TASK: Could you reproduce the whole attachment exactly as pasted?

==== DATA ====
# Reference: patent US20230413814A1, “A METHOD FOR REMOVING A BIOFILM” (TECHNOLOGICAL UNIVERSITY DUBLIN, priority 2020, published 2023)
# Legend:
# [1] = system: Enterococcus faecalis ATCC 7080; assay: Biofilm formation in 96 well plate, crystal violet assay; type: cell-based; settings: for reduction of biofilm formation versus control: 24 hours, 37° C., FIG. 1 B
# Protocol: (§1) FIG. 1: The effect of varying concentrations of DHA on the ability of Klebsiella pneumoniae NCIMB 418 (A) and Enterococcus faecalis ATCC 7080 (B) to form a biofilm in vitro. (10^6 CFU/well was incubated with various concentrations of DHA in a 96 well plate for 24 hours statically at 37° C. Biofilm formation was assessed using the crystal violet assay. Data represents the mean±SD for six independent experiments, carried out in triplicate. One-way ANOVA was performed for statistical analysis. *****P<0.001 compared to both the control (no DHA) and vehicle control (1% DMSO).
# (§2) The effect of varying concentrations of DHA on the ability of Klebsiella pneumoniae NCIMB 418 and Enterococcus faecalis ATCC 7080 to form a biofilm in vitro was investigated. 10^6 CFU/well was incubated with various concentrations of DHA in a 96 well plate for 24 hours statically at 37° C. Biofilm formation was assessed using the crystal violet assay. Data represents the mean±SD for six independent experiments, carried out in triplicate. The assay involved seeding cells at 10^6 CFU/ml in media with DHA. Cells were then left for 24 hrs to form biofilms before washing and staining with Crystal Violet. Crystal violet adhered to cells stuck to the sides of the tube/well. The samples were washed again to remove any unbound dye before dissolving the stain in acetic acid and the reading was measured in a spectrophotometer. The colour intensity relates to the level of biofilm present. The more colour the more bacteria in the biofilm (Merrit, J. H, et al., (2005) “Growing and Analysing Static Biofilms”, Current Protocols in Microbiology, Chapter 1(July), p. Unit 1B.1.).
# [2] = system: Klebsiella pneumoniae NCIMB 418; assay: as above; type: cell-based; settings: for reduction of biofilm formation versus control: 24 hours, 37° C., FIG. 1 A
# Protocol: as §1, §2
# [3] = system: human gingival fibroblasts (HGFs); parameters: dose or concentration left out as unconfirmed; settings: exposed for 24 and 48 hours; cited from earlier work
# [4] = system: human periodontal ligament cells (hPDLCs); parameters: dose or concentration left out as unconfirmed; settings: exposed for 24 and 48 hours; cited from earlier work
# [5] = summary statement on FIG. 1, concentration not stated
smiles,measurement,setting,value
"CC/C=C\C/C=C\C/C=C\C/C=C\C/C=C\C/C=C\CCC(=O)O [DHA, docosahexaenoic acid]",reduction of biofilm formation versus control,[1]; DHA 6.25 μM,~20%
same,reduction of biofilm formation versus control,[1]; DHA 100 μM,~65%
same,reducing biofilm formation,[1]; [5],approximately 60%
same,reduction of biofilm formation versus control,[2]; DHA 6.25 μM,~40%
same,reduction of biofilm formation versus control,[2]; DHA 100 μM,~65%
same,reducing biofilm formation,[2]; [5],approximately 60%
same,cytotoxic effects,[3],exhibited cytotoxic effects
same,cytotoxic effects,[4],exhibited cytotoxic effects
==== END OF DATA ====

# Reference: patent US20230413814A1, “A METHOD FOR REMOVING A BIOFILM” (TECHNOLOGICAL UNIVERSITY DUBLIN, priority 2020, published 2023)
# Legend:
# [1] = system: Enterococcus faecalis ATCC 7080; assay: Biofilm formation in 96 well plate, crystal violet assay; type: cell-based; settings: for reduction of biofilm formation versus control: 24 hours, 37° C., FIG. 1 B
# Protocol: (§1) FIG. 1: The effect of varying concentrations of DHA on the ability of Klebsiella pneumoniae NCIMB 418 (A) and Enterococcus faecalis ATCC 7080 (B) to form a biofilm in vitro. (10^6 CFU/well was incubated with various concentrations of DHA in a 96 well plate for 24 hours statically at 37° C. Biofilm formation was assessed using the crystal violet assay. Data represents the mean±SD for six independent experiments, carried out in triplicate. One-way ANOVA was performed for statistical analysis. *****P<0.001 compared to both the control (no DHA) and vehicle control (1% DMSO).
# (§2) The effect of varying concentrations of DHA on the ability of Klebsiella pneumoniae NCIMB 418 and Enterococcus faecalis ATCC 7080 to form a biofilm in vitro was investigated. 10^6 CFU/well was incubated with various concentrations of DHA in a 96 well plate for 24 hours statically at 37° C. Biofilm formation was assessed using the crystal violet assay. Data represents the mean±SD for six independent experiments, carried out in triplicate. The assay involved seeding cells at 10^6 CFU/ml in media with DHA. Cells were then left for 24 hrs to form biofilms before washing and staining with Crystal Violet. Crystal violet adhered to cells stuck to the sides of the tube/well. The samples were washed again to remove any unbound dye before dissolving the stain in acetic acid and the reading was measured in a spectrophotometer. The colour intensity relates to the level of biofilm present. The more colour the more bacteria in the biofilm (Merrit, J. H, et al., (2005) “Growing and Analysing Static Biofilms”, Current Protocols in Microbiology, Chapter 1(July), p. Unit 1B.1.).
# [2] = system: Klebsiella pneumoniae NCIMB 418; assay: as above; type: cell-based; settings: for reduction of biofilm formation versus control: 24 hours, 37° C., FIG. 1 A
# Protocol: as §1, §2
# [3] = system: human gingival fibroblasts (HGFs); parameters: dose or concentration left out as unconfirmed; settings: exposed for 24 and 48 hours; cited from earlier work
# [4] = system: human periodontal ligament cells (hPDLCs); parameters: dose or concentration left out as unconfirmed; settings: exposed for 24 and 48 hours; cited from earlier work
# [5] = summary statement on FIG. 1, concentration not stated
smiles,measurement,setting,value
"CC/C=C\C/C=C\C/C=C\C/C=C\C/C=C\C/C=C\CCC(=O)O [DHA, docosahexaenoic acid]",reduction of biofilm formation versus control,[1]; DHA 6.25 μM,~20%
same,reduction of biofilm formation versus control,[1]; DHA 100 μM,~65%
same,reducing biofilm formation,[1]; [5],approximately 60%
same,reduction of biofilm formation versus control,[2]; DHA 6.25 μM,~40%
same,reduction of biofilm formation versus control,[2]; DHA 100 μM,~65%
same,reducing biofilm formation,[2]; [5],approximately 60%
same,cytotoxic effects,[3],exhibited cytotoxic effects
same,cytotoxic effects,[4],exhibited cytotoxic effects